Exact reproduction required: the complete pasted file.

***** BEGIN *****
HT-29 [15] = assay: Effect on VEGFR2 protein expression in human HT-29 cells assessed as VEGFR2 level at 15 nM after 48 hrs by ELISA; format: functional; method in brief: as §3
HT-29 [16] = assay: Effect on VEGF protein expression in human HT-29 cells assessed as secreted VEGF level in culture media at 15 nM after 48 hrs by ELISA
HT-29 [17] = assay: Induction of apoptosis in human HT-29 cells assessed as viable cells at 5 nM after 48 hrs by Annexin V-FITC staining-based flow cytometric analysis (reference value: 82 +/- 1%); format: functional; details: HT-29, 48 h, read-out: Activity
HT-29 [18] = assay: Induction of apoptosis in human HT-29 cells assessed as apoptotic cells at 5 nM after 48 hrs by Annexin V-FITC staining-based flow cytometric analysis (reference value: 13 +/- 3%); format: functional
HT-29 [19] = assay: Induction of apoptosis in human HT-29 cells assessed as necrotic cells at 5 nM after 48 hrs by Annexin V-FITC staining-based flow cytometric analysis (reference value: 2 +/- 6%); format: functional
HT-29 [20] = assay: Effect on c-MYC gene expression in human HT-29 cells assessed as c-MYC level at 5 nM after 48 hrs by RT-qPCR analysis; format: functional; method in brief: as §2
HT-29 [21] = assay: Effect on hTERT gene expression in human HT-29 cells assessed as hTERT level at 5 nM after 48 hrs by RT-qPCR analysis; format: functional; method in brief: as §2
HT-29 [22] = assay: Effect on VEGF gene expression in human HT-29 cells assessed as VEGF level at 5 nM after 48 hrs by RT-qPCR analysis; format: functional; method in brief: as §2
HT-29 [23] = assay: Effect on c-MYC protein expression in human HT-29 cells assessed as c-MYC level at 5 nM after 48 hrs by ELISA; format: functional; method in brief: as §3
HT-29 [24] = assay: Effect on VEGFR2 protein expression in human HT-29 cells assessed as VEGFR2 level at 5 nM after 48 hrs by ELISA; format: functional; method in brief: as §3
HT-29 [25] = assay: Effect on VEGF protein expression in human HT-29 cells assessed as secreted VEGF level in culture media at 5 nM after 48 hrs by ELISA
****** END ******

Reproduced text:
HT-29 [15] = assay: Effect on VEGFR2 protein expression in human HT-29 cells assessed as VEGFR2 level at 15 nM after 48 hrs by ELISA; format: functional; method in brief: as §3
HT-29 [16] = assay: Effect on VEGF protein expression in human HT-29 cells assessed as secreted VEGF level in culture media at 15 nM after 48 hrs by ELISA
HT-29 [17] = assay: Induction of apoptosis in human HT-29 cells assessed as viable cells at 5 nM after 48 hrs by Annexin V-FITC staining-based flow cytometric analysis (reference value: 82 +/- 1%); format: functional; details: HT-29, 48 h, read-out: Activity
HT-29 [18] = assay: Induction of apoptosis in human HT-29 cells assessed as apoptotic cells at 5 nM after 48 hrs by Annexin V-FITC staining-based flow cytometric analysis (reference value: 13 +/- 3%); format: functional
HT-29 [19] = assay: Induction of apoptosis in human HT-29 cells assessed as necrotic cells at 5 nM after 48 hrs by Annexin V-FITC staining-based flow cytometric analysis (reference value: 2 +/- 6%); format: functional
HT-29 [20] = assay: Effect on c-MYC gene expression in human HT-29 cells assessed as c-MYC level at 5 nM after 48 hrs by RT-qPCR analysis; format: functional; method in brief: as §2
HT-29 [21] = assay: Effect on hTERT gene expression in human HT-29 cells assessed as hTERT level at 5 nM after 48 hrs by RT-qPCR analysis; format: functional; method in brief: as §2
HT-29 [22] = assay: Effect on VEGF gene expression in human HT-29 cells assessed as VEGF level at 5 nM after 48 hrs by RT-qPCR analysis; format: functional; method in brief: as §2
HT-29 [23] = assay: Effect on c-MYC protein expression in human HT-29 cells assessed as c-MYC level at 5 nM after 48 hrs by ELISA; format: functional; method in brief: as §3
HT-29 [24] = assay: Effect on VEGFR2 protein expression in human HT-29 cells assessed as VEGFR2 level at 5 nM after 48 hrs by ELISA; format: functional; method in brief: as §3
HT-29 [25] = assay: Effect on VEGF protein expression in human HT-29 cells assessed as secreted VEGF level in culture media at 5 nM after 48 hrs by ELISA